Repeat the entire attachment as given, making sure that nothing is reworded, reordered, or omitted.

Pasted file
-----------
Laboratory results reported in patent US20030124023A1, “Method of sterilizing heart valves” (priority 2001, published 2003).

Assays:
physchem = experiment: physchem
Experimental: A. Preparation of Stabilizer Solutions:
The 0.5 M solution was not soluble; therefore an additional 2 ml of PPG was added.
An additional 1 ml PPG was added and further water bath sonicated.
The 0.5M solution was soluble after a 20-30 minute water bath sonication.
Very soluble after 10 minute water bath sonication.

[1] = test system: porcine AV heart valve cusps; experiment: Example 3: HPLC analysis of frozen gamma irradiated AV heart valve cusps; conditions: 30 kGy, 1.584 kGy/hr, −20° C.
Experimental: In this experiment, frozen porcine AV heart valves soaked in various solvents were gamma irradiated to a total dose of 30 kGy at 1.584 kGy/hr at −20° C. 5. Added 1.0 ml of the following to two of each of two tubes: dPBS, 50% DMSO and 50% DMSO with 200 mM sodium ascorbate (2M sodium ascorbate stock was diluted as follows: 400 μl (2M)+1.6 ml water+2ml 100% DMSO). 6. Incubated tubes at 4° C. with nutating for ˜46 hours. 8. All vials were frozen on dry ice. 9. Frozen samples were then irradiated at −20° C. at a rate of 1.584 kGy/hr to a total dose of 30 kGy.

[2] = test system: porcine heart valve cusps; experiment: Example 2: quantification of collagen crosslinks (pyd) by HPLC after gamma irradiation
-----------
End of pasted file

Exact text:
Laboratory results reported in patent US20030124023A1, “Method of sterilizing heart valves” (priority 2001, published 2003).

Assays:
physchem = experiment: physchem
Experimental: A. Preparation of Stabilizer Solutions:
The 0.5 M solution was not soluble; therefore an additional 2 ml of PPG was added.
An additional 1 ml PPG was added and further water bath sonicated.
The 0.5M solution was soluble after a 20-30 minute water bath sonication.
Very soluble after 10 minute water bath sonication.

[1] = test system: porcine AV heart valve cusps; experiment: Example 3: HPLC analysis of frozen gamma irradiated AV heart valve cusps; conditions: 30 kGy, 1.584 kGy/hr, −20° C.
Experimental: In this experiment, frozen porcine AV heart valves soaked in various solvents were gamma irradiated to a total dose of 30 kGy at 1.584 kGy/hr at −20° C. 5. Added 1.0 ml of the following to two of each of two tubes: dPBS, 50% DMSO and 50% DMSO with 200 mM sodium ascorbate (2M sodium ascorbate stock was diluted as follows: 400 μl (2M)+1.6 ml water+2ml 100% DMSO). 6. Incubated tubes at 4° C. with nutating for ˜46 hours. 8. All vials were frozen on dry ice. 9. Frozen samples were then irradiated at −20° C. at a rate of 1.584 kGy/hr to a total dose of 30 kGy.

[2] = test system: porcine heart valve cusps; experiment: Example 2: quantification of collagen crosslinks (pyd) by HPLC after gamma irradiation